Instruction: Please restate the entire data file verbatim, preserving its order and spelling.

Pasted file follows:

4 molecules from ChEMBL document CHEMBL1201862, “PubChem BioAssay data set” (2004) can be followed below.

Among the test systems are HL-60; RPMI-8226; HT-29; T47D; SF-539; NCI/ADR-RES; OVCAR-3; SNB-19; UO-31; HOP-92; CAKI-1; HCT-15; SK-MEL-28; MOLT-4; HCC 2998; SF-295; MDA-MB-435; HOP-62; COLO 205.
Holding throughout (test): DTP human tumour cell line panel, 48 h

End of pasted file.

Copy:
4 molecules from ChEMBL document CHEMBL1201862, “PubChem BioAssay data set” (2004) can be followed below.

Among the test systems are HL-60; RPMI-8226; HT-29; T47D; SF-539; NCI/ADR-RES; OVCAR-3; SNB-19; UO-31; HOP-92; CAKI-1; HCT-15; SK-MEL-28; MOLT-4; HCC 2998; SF-295; MDA-MB-435; HOP-62; COLO 205.
Holding throughout (test): DTP human tumour cell line panel, 48 h